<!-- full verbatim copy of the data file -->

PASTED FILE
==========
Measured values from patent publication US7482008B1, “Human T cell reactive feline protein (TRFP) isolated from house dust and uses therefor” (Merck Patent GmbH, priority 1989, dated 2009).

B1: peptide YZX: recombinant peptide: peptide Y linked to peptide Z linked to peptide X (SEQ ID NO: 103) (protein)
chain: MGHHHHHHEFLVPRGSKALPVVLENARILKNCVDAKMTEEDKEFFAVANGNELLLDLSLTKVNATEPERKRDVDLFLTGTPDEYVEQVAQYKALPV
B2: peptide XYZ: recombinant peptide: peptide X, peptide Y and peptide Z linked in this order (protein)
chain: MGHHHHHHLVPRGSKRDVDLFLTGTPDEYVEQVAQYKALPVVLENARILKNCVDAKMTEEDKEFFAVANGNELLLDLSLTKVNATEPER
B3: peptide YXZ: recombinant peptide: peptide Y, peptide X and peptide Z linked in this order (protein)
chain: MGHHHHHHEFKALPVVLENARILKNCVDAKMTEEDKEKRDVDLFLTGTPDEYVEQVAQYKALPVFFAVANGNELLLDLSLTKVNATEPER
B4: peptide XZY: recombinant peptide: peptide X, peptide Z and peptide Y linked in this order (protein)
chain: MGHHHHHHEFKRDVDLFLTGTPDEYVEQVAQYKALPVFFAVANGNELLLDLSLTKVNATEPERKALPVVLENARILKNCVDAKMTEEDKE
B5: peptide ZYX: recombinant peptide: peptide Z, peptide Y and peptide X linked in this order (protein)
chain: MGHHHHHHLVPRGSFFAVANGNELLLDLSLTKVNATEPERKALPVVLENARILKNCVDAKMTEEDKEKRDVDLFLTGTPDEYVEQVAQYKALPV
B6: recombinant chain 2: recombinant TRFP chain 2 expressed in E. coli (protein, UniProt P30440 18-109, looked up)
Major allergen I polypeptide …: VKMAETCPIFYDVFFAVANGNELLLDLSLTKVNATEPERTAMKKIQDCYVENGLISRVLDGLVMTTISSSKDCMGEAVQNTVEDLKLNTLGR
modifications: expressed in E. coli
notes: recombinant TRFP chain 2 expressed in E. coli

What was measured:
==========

Measured values from patent publication US7482008B1, “Human T cell reactive feline protein (TRFP) isolated from house dust and uses therefor” (Merck Patent GmbH, priority 1989, dated 2009).

B1: peptide YZX: recombinant peptide: peptide Y linked to peptide Z linked to peptide X (SEQ ID NO: 103) (protein)
chain: MGHHHHHHEFLVPRGSKALPVVLENARILKNCVDAKMTEEDKEFFAVANGNELLLDLSLTKVNATEPERKRDVDLFLTGTPDEYVEQVAQYKALPV
B2: peptide XYZ: recombinant peptide: peptide X, peptide Y and peptide Z linked in this order (protein)
chain: MGHHHHHHLVPRGSKRDVDLFLTGTPDEYVEQVAQYKALPVVLENARILKNCVDAKMTEEDKEFFAVANGNELLLDLSLTKVNATEPER
B3: peptide YXZ: recombinant peptide: peptide Y, peptide X and peptide Z linked in this order (protein)
chain: MGHHHHHHEFKALPVVLENARILKNCVDAKMTEEDKEKRDVDLFLTGTPDEYVEQVAQYKALPVFFAVANGNELLLDLSLTKVNATEPER
B4: peptide XZY: recombinant peptide: peptide X, peptide Z and peptide Y linked in this order (protein)
chain: MGHHHHHHEFKRDVDLFLTGTPDEYVEQVAQYKALPVFFAVANGNELLLDLSLTKVNATEPERKALPVVLENARILKNCVDAKMTEEDKE
B5: peptide ZYX: recombinant peptide: peptide Z, peptide Y and peptide X linked in this order (protein)
chain: MGHHHHHHLVPRGSFFAVANGNELLLDLSLTKVNATEPERKALPVVLENARILKNCVDAKMTEEDKEKRDVDLFLTGTPDEYVEQVAQYKALPV
B6: recombinant chain 2: recombinant TRFP chain 2 expressed in E. coli (protein, UniProt P30440 18-109, looked up)
Major allergen I polypeptide …: VKMAETCPIFYDVFFAVANGNELLLDLSLTKVNATEPERTAMKKIQDCYVENGLISRVLDGLVMTTISSSKDCMGEAVQNTVEDLKLNTLGR
modifications: expressed in E. coli
notes: recombinant TRFP chain 2 expressed in E. coli

What was measured: